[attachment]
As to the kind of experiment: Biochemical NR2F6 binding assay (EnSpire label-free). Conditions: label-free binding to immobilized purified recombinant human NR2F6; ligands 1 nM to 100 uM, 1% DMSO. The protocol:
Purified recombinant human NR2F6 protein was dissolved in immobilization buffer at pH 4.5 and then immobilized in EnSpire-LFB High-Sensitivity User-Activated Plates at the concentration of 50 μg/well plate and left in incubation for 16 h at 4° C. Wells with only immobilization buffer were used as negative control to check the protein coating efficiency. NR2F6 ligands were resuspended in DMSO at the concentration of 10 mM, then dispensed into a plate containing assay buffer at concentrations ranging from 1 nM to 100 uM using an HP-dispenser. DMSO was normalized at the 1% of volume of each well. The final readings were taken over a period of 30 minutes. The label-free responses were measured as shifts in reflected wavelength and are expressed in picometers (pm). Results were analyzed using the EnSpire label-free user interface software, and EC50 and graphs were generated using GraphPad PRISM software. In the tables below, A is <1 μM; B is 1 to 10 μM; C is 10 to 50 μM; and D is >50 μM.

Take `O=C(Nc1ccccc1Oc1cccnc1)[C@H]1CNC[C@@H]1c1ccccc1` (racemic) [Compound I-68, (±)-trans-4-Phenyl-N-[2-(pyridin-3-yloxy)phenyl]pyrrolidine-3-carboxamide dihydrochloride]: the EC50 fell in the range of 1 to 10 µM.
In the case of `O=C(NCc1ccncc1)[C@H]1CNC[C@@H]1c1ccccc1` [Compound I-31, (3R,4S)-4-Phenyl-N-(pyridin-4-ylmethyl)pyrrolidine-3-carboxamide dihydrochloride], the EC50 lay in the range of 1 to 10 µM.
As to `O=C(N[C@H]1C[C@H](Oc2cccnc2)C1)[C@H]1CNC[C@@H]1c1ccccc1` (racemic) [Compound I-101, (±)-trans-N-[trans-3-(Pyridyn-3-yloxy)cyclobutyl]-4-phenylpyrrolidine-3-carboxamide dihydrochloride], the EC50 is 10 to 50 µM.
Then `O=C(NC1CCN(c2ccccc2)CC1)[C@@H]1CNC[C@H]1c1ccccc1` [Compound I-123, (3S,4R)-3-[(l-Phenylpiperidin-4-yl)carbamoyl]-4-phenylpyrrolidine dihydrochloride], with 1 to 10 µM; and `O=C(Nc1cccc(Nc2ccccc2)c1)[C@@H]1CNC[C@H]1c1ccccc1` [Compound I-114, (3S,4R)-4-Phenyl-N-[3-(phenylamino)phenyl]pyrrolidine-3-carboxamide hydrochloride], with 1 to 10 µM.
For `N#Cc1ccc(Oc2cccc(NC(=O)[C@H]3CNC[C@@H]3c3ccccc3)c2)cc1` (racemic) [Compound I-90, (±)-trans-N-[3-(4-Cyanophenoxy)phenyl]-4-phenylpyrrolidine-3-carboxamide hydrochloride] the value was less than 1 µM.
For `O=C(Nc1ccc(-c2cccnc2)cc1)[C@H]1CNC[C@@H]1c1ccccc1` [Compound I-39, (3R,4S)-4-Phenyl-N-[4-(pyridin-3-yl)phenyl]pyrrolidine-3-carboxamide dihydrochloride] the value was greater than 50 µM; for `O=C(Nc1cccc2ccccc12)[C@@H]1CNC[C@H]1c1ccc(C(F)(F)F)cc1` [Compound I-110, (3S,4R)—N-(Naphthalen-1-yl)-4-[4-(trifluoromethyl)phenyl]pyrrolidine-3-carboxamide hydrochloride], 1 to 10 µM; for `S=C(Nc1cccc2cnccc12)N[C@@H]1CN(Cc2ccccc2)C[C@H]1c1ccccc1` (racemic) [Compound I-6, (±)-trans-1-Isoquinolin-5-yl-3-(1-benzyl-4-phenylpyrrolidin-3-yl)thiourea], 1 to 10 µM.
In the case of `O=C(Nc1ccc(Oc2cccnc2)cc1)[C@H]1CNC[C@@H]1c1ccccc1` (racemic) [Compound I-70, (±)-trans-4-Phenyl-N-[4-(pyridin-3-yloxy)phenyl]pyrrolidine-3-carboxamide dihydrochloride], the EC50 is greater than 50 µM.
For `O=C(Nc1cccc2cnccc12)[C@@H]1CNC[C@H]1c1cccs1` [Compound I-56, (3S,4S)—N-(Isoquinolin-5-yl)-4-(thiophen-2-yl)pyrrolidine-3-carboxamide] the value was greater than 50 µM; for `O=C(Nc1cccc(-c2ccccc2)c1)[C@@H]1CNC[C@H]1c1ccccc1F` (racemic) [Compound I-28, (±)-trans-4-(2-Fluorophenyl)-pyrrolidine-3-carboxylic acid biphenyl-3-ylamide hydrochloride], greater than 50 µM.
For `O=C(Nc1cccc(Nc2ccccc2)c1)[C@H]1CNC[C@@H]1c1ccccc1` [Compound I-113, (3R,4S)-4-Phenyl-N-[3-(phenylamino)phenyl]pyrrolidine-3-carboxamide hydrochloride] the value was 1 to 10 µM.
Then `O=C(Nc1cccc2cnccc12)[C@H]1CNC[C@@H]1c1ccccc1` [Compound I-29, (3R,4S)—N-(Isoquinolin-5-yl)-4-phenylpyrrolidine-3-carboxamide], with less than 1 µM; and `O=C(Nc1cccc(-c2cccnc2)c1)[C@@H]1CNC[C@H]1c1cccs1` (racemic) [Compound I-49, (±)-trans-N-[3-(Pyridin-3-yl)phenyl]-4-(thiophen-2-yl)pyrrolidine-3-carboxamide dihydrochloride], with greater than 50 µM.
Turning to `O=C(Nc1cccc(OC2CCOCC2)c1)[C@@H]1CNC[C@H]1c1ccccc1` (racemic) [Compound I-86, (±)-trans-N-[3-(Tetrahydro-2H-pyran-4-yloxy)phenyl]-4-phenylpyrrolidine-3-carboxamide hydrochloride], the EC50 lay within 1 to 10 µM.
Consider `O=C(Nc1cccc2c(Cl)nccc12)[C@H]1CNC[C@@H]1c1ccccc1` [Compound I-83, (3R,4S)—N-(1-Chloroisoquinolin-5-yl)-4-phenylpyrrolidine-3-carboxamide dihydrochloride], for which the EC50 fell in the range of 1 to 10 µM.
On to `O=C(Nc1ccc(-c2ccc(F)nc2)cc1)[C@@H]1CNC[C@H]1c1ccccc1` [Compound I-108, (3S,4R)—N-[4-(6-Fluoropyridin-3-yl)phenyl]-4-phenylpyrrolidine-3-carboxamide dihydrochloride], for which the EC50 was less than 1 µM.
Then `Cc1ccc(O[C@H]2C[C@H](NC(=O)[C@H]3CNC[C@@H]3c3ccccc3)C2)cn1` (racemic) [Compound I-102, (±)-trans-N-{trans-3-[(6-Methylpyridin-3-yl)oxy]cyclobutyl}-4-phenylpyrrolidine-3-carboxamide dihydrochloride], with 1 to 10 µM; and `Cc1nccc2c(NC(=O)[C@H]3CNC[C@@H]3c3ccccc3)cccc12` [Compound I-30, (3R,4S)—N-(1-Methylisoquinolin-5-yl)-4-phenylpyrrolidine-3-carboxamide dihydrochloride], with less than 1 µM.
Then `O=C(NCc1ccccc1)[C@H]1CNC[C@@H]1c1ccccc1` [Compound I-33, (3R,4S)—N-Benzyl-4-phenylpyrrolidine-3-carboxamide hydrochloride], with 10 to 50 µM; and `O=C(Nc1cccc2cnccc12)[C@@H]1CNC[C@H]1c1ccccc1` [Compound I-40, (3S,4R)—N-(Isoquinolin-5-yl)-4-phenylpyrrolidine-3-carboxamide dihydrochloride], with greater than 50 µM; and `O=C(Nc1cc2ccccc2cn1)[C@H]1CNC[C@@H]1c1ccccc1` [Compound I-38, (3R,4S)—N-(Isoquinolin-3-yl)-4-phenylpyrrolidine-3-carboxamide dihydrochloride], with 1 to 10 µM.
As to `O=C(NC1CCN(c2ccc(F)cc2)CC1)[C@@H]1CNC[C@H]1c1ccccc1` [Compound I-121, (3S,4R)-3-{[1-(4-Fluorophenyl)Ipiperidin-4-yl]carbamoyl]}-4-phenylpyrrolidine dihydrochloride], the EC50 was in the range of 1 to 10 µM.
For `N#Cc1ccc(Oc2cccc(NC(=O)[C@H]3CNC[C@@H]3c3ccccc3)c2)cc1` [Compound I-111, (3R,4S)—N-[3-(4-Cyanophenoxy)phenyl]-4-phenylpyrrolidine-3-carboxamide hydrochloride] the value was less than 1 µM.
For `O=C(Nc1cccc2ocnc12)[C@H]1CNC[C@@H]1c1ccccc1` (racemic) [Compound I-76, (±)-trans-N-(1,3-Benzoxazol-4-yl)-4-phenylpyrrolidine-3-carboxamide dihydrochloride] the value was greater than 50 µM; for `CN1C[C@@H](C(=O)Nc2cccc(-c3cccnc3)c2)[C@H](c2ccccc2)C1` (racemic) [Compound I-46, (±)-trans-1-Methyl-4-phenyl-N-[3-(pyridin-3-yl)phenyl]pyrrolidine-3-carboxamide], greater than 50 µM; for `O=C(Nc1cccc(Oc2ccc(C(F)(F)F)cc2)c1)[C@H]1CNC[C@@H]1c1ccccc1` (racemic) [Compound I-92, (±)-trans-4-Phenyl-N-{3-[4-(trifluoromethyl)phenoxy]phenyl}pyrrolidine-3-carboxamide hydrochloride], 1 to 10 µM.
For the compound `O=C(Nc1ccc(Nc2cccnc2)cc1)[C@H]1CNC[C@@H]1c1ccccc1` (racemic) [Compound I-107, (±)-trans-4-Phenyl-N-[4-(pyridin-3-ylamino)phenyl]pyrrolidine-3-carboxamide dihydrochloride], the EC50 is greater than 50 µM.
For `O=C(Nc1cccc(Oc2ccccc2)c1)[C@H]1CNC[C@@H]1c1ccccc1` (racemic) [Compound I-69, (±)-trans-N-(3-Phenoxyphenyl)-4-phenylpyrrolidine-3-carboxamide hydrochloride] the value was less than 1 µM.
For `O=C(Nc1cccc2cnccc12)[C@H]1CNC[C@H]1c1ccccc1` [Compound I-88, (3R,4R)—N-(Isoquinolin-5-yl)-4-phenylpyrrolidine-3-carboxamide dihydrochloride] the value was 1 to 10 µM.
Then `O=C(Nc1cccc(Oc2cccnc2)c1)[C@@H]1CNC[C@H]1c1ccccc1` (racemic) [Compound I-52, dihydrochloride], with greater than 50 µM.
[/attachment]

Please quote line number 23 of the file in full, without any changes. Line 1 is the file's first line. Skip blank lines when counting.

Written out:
For `O=C(Nc1cccc2cnccc12)[C@H]1CNC[C@H]1c1ccccc1` [Compound I-88, (3R,4R)—N-(Isoquinolin-5-yl)-4-phenylpyrrolidine-3-carboxamide dihydrochloride] the value was 1 to 10 µM.